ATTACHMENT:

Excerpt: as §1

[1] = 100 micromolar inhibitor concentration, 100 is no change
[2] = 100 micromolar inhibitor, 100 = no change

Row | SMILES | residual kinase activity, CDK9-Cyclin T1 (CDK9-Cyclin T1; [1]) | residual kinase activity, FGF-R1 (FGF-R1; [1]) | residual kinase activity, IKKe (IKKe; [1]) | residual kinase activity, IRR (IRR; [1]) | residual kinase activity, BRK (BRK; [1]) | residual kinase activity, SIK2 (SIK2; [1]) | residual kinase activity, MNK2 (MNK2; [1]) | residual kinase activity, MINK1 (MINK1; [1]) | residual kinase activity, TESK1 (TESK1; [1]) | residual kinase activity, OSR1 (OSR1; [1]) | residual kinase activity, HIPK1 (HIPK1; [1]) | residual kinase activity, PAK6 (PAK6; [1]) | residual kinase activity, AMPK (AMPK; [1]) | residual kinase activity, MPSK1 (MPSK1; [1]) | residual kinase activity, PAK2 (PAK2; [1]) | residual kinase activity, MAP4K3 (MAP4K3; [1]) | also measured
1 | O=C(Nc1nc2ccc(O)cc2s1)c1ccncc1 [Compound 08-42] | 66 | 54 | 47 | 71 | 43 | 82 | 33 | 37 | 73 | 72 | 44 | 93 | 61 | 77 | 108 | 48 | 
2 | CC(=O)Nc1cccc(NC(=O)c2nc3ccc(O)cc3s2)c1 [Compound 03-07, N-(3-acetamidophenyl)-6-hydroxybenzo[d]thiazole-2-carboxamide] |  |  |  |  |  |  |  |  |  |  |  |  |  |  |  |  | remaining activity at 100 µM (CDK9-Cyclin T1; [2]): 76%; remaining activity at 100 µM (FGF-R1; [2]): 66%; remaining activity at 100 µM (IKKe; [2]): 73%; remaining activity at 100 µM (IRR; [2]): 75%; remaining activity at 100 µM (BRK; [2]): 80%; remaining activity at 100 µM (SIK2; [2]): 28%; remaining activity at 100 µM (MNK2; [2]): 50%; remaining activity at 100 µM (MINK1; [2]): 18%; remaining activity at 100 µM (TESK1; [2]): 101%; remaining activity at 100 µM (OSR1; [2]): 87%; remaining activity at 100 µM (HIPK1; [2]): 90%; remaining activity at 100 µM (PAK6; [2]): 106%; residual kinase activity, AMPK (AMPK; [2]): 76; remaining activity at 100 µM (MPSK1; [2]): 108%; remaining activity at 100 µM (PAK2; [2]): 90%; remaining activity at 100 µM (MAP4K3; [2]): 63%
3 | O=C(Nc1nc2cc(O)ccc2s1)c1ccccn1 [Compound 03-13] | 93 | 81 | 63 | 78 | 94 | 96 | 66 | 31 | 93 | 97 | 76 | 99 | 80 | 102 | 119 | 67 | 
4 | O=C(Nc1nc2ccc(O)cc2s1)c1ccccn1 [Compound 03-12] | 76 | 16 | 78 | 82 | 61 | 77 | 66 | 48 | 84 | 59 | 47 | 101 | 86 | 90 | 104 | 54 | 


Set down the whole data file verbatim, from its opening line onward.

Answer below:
Excerpt: as §1

[1] = 100 micromolar inhibitor concentration, 100 is no change
[2] = 100 micromolar inhibitor, 100 = no change

Row | SMILES | residual kinase activity, CDK9-Cyclin T1 (CDK9-Cyclin T1; [1]) | residual kinase activity, FGF-R1 (FGF-R1; [1]) | residual kinase activity, IKKe (IKKe; [1]) | residual kinase activity, IRR (IRR; [1]) | residual kinase activity, BRK (BRK; [1]) | residual kinase activity, SIK2 (SIK2; [1]) | residual kinase activity, MNK2 (MNK2; [1]) | residual kinase activity, MINK1 (MINK1; [1]) | residual kinase activity, TESK1 (TESK1; [1]) | residual kinase activity, OSR1 (OSR1; [1]) | residual kinase activity, HIPK1 (HIPK1; [1]) | residual kinase activity, PAK6 (PAK6; [1]) | residual kinase activity, AMPK (AMPK; [1]) | residual kinase activity, MPSK1 (MPSK1; [1]) | residual kinase activity, PAK2 (PAK2; [1]) | residual kinase activity, MAP4K3 (MAP4K3; [1]) | also measured
1 | O=C(Nc1nc2ccc(O)cc2s1)c1ccncc1 [Compound 08-42] | 66 | 54 | 47 | 71 | 43 | 82 | 33 | 37 | 73 | 72 | 44 | 93 | 61 | 77 | 108 | 48 | 
2 | CC(=O)Nc1cccc(NC(=O)c2nc3ccc(O)cc3s2)c1 [Compound 03-07, N-(3-acetamidophenyl)-6-hydroxybenzo[d]thiazole-2-carboxamide] |  |  |  |  |  |  |  |  |  |  |  |  |  |  |  |  | remaining activity at 100 µM (CDK9-Cyclin T1; [2]): 76%; remaining activity at 100 µM (FGF-R1; [2]): 66%; remaining activity at 100 µM (IKKe; [2]): 73%; remaining activity at 100 µM (IRR; [2]): 75%; remaining activity at 100 µM (BRK; [2]): 80%; remaining activity at 100 µM (SIK2; [2]): 28%; remaining activity at 100 µM (MNK2; [2]): 50%; remaining activity at 100 µM (MINK1; [2]): 18%; remaining activity at 100 µM (TESK1; [2]): 101%; remaining activity at 100 µM (OSR1; [2]): 87%; remaining activity at 100 µM (HIPK1; [2]): 90%; remaining activity at 100 µM (PAK6; [2]): 106%; residual kinase activity, AMPK (AMPK; [2]): 76; remaining activity at 100 µM (MPSK1; [2]): 108%; remaining activity at 100 µM (PAK2; [2]): 90%; remaining activity at 100 µM (MAP4K3; [2]): 63%
3 | O=C(Nc1nc2cc(O)ccc2s1)c1ccccn1 [Compound 03-13] | 93 | 81 | 63 | 78 | 94 | 96 | 66 | 31 | 93 | 97 | 76 | 99 | 80 | 102 | 119 | 67 | 
4 | O=C(Nc1nc2ccc(O)cc2s1)c1ccccn1 [Compound 03-12] | 76 | 16 | 78 | 82 | 61 | 77 | 66 | 48 | 84 | 59 | 47 | 101 | 86 | 90 | 104 | 54 | 